"Just how these contests over land play into the Revolution is one of the most debated questions in American history. In 1909, historian Carl Becker argued that the American Revolution was not so much about home rule as 'who should rule at home.' The struggle for independence, in other words, centered less on exalted principles than on the quest for political and economic power by provincial elites. Popular among muckraking classes during the age of Robber Barons, this interpretation was hard to reconcile with a patriotic account of the nation's founding and eventually fell out of favor.
"So Randall is stuck between a rock and a hard place, interpretatively speaking. He wants to connect the Vermont insurrection to 'a greater cause,' to make it the first battle of the American Revolution. And perhaps it was. But if so, does it turn Allen and his Green Mountain Boys into patriots, as Randall would have it? Or does it turn the leaders of the Revolution into bandits, seizing an entire continent for personal gain and dressing the crime up with pretty words?"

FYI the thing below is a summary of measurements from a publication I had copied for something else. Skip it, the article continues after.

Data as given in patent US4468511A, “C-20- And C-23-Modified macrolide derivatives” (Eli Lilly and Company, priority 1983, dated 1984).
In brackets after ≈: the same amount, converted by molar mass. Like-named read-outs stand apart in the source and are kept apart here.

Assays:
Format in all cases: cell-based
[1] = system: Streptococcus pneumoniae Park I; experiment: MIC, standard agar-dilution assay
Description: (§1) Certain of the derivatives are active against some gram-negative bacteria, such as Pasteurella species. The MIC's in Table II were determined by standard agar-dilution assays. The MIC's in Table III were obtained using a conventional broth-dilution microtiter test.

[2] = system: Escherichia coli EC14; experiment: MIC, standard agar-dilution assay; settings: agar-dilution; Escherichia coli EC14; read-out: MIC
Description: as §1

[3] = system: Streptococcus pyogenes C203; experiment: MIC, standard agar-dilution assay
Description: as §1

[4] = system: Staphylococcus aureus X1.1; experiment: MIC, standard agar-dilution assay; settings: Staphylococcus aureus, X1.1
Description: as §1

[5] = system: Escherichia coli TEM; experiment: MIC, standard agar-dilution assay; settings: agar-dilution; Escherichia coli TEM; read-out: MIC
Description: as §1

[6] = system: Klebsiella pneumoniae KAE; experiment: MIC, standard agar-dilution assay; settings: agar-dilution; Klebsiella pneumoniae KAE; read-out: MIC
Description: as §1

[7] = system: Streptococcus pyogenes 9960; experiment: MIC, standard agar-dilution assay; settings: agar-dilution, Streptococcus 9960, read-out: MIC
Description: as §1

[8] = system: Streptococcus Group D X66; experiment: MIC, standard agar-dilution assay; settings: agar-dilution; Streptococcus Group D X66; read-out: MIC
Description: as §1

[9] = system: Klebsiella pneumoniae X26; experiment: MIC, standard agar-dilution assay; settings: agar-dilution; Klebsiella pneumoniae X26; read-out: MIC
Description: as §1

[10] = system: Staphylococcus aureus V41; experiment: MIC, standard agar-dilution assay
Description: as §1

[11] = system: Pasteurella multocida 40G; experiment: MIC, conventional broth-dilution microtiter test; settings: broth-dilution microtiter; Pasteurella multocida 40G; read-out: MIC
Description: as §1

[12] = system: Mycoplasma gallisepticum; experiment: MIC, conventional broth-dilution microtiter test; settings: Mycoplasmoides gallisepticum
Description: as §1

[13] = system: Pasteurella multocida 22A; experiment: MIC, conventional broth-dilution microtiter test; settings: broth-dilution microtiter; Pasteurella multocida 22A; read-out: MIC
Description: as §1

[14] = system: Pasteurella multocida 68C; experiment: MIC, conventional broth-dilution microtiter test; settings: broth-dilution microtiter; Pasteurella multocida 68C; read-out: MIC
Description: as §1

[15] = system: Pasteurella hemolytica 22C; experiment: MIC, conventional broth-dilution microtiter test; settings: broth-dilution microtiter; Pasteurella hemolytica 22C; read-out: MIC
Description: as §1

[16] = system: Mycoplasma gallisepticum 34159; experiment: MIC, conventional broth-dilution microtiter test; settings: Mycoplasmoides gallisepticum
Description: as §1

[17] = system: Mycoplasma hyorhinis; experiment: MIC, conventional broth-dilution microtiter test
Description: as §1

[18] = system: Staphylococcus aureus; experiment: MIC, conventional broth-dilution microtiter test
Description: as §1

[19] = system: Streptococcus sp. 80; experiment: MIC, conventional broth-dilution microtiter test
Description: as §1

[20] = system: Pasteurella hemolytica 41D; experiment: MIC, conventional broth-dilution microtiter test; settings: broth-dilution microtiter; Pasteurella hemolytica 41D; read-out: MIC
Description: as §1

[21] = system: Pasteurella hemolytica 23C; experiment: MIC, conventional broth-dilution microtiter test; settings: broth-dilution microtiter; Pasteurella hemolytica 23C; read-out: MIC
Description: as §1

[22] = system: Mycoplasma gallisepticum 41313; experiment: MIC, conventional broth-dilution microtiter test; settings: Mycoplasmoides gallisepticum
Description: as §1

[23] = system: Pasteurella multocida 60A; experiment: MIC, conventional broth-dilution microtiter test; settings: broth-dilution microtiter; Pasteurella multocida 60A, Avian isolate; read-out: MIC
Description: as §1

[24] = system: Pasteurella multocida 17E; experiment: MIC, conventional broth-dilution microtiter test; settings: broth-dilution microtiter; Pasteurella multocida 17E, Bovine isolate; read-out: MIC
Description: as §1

François Furstenberg in Slate reviews Willard Sterne Randall's Ethan Allen: His Life and Times.